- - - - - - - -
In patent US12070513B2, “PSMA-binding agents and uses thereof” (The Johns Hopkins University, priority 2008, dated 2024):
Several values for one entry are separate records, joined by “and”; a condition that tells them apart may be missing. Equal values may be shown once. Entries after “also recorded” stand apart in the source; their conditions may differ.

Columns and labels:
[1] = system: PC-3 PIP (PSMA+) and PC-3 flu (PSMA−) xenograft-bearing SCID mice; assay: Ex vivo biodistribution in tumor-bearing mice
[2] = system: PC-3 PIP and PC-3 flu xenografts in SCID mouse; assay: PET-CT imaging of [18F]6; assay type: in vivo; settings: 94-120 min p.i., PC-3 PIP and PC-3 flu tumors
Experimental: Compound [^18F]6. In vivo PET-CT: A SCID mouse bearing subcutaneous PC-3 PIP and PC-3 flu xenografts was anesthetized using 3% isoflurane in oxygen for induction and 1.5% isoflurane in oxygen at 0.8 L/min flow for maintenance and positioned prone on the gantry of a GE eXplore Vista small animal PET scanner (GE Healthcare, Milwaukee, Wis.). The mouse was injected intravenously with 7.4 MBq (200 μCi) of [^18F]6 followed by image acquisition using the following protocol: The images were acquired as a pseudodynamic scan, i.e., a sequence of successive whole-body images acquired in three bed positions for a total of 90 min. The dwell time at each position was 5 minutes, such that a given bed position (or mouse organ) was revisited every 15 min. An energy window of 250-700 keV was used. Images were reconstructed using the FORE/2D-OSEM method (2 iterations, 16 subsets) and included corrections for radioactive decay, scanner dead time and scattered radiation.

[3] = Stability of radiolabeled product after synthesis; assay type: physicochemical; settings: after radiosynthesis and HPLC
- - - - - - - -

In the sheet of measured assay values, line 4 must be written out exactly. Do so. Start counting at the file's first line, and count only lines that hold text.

[1] = system: PC-3 PIP (PSMA+) and PC-3 flu (PSMA−) xenograft-bearing SCID mice; assay: Ex vivo biodistribution in tumor-bearing mice